Evidence of ground water contamination caused by unconventional oil and gas production was found by scientists near an underground injection well near Fayetteville, West Virginia, according to two recent studies by the U.S. Geological Survey, University of Missouri, and Duke University.
The two studies, entitled: “Wastewater Disposal from Unconventional Oil and Gas Development Degrades Stream Quality at a West Virginia Injection Facility,” with Denise Akob as the lead author and “Endocrine Disrupting Activities of Surface Water Associated with a West Virginia Oil and Gas Industry Wastewater Disposal Site,” with Duke University scientist Christopher Kassotis as the lead author, were published in Environmental Science and Technology and Science of the Total Environment and can be found here.
The studies are the first to demonstrate water-quality impacts to a surface stream due to activities at an unconventional oil and gas wastewater deep well injection disposal site. The studies did not assess how the wastewaters were able to migrate from the disposal site to the surface stream. The unconventional oil and gas wastewater that was injected in the site came from coalbed methane and shale gas wells.
“Deep well injection is widely used by industry for the disposal of wastewaters produced during unconventional oil and gas extraction,” said USGS scientist Akob. “Our results demonstrate that activities at disposal facilities can potentially impact the quality of adjacent surface waters.”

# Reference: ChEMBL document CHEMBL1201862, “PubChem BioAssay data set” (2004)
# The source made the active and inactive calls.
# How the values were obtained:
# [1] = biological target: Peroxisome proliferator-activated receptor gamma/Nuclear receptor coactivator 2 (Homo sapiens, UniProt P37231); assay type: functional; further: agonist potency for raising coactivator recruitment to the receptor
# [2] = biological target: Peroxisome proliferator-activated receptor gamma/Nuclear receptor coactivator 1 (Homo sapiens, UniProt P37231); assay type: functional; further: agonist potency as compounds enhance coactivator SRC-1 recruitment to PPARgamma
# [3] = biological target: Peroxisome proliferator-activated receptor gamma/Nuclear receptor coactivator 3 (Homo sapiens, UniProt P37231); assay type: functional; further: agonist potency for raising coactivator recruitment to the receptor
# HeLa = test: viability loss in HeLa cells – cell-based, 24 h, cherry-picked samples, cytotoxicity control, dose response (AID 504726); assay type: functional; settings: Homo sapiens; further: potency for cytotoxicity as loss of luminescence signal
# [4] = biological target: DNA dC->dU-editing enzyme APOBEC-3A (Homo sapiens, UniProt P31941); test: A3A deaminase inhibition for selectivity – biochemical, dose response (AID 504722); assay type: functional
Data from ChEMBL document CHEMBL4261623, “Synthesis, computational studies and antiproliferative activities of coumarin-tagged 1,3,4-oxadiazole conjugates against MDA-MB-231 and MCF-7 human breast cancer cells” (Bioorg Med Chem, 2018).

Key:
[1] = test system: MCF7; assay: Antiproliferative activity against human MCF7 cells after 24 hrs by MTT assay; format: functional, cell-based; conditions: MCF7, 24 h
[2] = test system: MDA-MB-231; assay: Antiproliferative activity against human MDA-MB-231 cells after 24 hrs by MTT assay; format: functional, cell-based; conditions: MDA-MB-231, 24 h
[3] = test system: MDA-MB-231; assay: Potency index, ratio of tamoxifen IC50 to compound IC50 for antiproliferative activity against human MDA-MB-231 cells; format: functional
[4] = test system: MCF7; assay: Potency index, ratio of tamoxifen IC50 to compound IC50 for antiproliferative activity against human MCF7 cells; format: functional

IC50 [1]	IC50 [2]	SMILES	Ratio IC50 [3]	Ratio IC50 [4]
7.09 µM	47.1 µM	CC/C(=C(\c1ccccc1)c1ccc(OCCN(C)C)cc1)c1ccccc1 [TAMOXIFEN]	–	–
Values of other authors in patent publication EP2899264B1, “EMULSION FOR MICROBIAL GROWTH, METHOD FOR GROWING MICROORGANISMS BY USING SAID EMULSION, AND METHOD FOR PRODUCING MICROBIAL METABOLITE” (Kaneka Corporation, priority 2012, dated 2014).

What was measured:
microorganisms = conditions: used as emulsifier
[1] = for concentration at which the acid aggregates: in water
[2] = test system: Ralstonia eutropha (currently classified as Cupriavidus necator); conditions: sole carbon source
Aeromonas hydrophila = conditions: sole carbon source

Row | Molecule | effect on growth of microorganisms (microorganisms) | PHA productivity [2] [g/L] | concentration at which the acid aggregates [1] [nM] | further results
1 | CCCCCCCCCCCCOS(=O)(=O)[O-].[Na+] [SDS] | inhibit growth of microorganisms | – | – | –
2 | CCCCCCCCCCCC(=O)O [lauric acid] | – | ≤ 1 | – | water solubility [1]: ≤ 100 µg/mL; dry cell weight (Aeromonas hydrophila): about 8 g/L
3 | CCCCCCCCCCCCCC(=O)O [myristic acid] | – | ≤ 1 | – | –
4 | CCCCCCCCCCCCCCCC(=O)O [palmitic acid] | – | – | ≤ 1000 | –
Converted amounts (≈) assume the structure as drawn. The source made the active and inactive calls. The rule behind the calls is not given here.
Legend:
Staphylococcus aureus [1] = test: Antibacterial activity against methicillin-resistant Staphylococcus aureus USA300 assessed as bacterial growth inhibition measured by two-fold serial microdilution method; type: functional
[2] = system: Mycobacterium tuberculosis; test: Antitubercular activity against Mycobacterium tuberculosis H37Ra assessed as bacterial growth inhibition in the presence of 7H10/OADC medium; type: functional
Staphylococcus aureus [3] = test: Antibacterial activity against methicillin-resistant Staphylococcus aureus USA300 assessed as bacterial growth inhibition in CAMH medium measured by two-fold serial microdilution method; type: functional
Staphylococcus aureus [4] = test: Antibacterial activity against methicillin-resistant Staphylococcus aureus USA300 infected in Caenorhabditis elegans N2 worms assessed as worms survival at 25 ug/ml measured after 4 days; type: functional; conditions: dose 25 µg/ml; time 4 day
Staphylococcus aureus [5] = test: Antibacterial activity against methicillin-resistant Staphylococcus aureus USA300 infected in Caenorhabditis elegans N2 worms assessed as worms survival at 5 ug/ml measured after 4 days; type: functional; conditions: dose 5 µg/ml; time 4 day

The scientists collected water and sediment samples both upstream and downstream from the disposal site. Waters and sediments collected downstream were elevated in constituents that are known markers of UOG wastewater, including sodium, chloride, strontium, lithium and radium, providing indications of wastewater-associated impacts in the stream.
“We found endocrine disrupting activity in surface water at levels that previous studies have shown are high enough to block some hormone receptors and potentially lead to adverse health effects in aquatic organisms,” said Susan C. Nagel, director of the EDC study and associate professor of Obstetrics, Gynecology and Women’s Health at University of Missouri.
Scientists analyzed the microbial communities in sediments downstream. These microbes play an important role in ecosystems’ food webs.
“These initial findings will help us design further research at this and similar sites to determine whether changes in microbial communities and water quality may adversely impact biota and important ecological processes,” said Akob.
Currently deep water injections are the EPA-approved method of disposing large volumes of wastewater produced by the hydraulic fracturing process in the U.S. According to the EPA, more than 36,000 of these disposal wells are currently in operation across the United States and the volume of unconventional oil and gas wastewater requiring disposal has continued to grow despite a slowing in drilling and production.
“Considering how many wastewater disposal wells are in operation across the country, it’s critical to know what impacts they may have on the surrounding environment,” said Kassotis, the lead author on one of the studies. “These studies are an important first step in that process.”
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